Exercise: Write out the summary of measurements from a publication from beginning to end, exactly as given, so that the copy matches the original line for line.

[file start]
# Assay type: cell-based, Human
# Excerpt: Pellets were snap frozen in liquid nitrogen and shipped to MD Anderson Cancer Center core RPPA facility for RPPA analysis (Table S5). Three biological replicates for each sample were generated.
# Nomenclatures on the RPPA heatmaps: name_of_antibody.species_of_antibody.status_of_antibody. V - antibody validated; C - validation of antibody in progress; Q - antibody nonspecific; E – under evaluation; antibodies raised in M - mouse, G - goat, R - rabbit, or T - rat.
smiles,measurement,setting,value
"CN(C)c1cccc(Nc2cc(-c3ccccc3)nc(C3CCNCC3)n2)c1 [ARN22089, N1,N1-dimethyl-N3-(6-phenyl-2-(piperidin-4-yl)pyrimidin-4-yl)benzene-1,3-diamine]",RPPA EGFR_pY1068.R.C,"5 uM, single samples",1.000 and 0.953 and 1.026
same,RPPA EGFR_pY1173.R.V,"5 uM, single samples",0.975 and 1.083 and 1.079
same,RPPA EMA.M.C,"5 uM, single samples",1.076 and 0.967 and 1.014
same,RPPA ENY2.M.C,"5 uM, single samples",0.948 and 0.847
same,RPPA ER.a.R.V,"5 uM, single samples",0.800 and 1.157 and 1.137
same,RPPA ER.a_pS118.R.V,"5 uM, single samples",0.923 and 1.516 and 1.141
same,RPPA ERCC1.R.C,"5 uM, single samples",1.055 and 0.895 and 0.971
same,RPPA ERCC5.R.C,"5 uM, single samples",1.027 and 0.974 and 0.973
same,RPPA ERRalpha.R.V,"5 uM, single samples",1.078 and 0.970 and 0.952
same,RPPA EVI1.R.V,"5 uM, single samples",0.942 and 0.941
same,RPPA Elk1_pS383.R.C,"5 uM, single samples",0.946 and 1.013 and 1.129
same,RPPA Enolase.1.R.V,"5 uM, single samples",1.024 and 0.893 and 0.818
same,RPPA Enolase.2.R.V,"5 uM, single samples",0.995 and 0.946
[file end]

# Assay type: cell-based, Human
# Excerpt: Pellets were snap frozen in liquid nitrogen and shipped to MD Anderson Cancer Center core RPPA facility for RPPA analysis (Table S5). Three biological replicates for each sample were generated.
# Nomenclatures on the RPPA heatmaps: name_of_antibody.species_of_antibody.status_of_antibody. V - antibody validated; C - validation of antibody in progress; Q - antibody nonspecific; E – under evaluation; antibodies raised in M - mouse, G - goat, R - rabbit, or T - rat.
smiles,measurement,setting,value
"CN(C)c1cccc(Nc2cc(-c3ccccc3)nc(C3CCNCC3)n2)c1 [ARN22089, N1,N1-dimethyl-N3-(6-phenyl-2-(piperidin-4-yl)pyrimidin-4-yl)benzene-1,3-diamine]",RPPA EGFR_pY1068.R.C,"5 uM, single samples",1.000 and 0.953 and 1.026
same,RPPA EGFR_pY1173.R.V,"5 uM, single samples",0.975 and 1.083 and 1.079
same,RPPA EMA.M.C,"5 uM, single samples",1.076 and 0.967 and 1.014
same,RPPA ENY2.M.C,"5 uM, single samples",0.948 and 0.847
same,RPPA ER.a.R.V,"5 uM, single samples",0.800 and 1.157 and 1.137
same,RPPA ER.a_pS118.R.V,"5 uM, single samples",0.923 and 1.516 and 1.141
same,RPPA ERCC1.R.C,"5 uM, single samples",1.055 and 0.895 and 0.971
same,RPPA ERCC5.R.C,"5 uM, single samples",1.027 and 0.974 and 0.973
same,RPPA ERRalpha.R.V,"5 uM, single samples",1.078 and 0.970 and 0.952
same,RPPA EVI1.R.V,"5 uM, single samples",0.942 and 0.941
same,RPPA Elk1_pS383.R.C,"5 uM, single samples",0.946 and 1.013 and 1.129
same,RPPA Enolase.1.R.V,"5 uM, single samples",1.024 and 0.893 and 0.818
same,RPPA Enolase.2.R.V,"5 uM, single samples",0.995 and 0.946